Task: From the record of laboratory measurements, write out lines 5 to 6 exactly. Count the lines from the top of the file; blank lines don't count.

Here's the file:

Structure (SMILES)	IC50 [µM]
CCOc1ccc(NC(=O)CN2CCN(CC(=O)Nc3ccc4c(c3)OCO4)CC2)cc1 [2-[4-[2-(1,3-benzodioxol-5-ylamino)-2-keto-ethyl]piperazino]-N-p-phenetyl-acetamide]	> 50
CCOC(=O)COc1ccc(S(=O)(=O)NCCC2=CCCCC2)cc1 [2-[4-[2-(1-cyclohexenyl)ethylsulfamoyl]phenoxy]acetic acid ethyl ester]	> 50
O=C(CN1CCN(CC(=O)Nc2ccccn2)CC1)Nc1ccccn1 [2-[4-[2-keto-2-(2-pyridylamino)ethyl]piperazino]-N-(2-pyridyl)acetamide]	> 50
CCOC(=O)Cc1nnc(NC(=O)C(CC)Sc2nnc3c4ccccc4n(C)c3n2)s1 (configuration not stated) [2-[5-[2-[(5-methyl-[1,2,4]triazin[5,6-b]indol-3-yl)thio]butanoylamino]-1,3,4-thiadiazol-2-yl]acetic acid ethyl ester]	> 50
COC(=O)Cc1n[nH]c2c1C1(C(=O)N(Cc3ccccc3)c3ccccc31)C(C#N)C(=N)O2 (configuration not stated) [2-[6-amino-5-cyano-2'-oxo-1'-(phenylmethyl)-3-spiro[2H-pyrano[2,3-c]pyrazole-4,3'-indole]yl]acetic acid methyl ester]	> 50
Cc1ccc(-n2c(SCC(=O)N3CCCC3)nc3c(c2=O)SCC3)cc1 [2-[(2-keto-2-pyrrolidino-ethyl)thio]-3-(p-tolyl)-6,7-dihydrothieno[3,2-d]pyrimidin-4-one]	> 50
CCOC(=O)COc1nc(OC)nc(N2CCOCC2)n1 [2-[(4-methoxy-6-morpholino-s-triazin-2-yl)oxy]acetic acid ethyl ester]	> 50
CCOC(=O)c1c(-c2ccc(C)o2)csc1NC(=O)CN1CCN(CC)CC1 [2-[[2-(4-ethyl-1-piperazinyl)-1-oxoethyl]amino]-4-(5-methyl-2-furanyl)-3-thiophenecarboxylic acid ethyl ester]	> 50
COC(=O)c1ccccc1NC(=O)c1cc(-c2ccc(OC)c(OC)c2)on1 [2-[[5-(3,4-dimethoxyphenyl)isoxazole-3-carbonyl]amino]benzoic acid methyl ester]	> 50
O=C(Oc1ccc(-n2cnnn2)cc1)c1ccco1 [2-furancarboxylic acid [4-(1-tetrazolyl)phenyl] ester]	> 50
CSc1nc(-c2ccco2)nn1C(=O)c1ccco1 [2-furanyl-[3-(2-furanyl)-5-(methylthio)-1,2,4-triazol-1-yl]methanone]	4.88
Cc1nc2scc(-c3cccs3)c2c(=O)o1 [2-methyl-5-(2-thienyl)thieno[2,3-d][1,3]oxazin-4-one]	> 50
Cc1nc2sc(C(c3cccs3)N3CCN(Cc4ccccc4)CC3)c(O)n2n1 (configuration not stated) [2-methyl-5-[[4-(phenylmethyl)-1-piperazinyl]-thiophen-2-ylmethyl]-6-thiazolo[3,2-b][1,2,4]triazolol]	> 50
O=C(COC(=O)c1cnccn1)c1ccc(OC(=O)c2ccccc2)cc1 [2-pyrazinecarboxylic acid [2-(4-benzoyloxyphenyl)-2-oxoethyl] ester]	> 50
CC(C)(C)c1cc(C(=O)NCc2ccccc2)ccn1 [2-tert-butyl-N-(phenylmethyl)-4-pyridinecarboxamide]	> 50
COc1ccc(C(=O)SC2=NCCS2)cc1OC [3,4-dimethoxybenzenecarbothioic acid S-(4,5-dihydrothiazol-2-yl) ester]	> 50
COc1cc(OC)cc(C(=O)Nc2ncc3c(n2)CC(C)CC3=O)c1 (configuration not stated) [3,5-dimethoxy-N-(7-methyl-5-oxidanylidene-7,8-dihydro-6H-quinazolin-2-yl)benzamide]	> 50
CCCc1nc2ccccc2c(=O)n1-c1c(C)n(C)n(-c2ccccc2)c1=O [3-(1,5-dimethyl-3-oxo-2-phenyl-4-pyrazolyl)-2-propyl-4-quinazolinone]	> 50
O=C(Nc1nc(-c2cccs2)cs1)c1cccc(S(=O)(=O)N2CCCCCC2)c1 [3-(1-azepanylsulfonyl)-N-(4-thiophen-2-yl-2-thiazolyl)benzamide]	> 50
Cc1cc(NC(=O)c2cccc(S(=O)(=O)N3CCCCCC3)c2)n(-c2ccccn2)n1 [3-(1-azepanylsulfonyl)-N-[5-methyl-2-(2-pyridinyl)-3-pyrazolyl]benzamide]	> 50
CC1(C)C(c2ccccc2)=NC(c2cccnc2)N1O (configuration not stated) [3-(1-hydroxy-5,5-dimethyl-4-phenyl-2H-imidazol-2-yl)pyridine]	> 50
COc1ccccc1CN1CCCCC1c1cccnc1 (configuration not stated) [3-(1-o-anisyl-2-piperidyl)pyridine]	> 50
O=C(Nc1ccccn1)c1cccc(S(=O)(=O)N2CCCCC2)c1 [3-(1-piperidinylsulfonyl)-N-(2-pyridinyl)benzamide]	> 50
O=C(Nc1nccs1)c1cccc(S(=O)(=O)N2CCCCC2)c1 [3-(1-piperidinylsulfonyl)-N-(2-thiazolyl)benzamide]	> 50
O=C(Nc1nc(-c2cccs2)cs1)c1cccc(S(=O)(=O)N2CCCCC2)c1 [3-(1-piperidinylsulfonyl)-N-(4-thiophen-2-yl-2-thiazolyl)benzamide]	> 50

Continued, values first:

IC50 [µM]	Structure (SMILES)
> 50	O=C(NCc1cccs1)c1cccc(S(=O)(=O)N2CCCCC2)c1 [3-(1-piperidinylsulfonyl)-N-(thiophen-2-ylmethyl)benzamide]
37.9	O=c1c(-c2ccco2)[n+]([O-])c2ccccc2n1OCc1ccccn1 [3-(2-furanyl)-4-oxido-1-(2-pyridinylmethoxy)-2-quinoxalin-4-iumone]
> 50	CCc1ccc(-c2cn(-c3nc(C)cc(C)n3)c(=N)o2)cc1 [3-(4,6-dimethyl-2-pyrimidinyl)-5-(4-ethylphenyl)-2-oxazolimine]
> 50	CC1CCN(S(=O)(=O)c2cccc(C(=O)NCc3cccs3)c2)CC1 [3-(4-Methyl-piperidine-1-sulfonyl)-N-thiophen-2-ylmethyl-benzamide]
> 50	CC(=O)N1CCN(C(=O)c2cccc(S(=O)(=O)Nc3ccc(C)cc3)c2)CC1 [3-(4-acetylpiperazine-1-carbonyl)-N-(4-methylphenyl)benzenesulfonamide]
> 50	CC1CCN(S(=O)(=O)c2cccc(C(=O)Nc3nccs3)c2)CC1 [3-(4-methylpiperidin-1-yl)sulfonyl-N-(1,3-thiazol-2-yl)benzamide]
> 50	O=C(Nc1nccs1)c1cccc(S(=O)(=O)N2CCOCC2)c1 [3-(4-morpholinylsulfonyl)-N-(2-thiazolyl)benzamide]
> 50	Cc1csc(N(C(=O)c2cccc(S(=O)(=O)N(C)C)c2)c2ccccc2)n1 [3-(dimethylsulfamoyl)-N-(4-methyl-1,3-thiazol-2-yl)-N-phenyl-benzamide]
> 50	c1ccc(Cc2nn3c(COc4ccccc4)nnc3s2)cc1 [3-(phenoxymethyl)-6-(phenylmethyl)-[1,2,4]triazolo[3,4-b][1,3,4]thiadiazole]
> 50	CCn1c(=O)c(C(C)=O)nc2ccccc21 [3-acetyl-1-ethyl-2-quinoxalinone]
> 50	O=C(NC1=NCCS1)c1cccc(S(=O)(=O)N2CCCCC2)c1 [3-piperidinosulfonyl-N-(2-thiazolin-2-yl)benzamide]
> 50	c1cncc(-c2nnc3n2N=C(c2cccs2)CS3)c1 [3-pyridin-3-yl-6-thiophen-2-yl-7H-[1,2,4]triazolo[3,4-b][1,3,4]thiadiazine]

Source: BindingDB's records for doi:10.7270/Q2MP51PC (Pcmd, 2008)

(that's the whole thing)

CCOC(=O)Cc1nnc(NC(=O)C(CC)Sc2nnc3c4ccccc4n(C)c3n2)s1 (configuration not stated) [2-[5-[2-[(5-methyl-[1,2,4]triazin[5,6-b]indol-3-yl)thio]butanoylamino]-1,3,4-thiadiazol-2-yl]acetic acid ethyl ester]	> 50
COC(=O)Cc1n[nH]c2c1C1(C(=O)N(Cc3ccccc3)c3ccccc31)C(C#N)C(=N)O2 (configuration not stated) [2-[6-amino-5-cyano-2'-oxo-1'-(phenylmethyl)-3-spiro[2H-pyrano[2,3-c]pyrazole-4,3'-indole]yl]acetic acid methyl ester]	> 50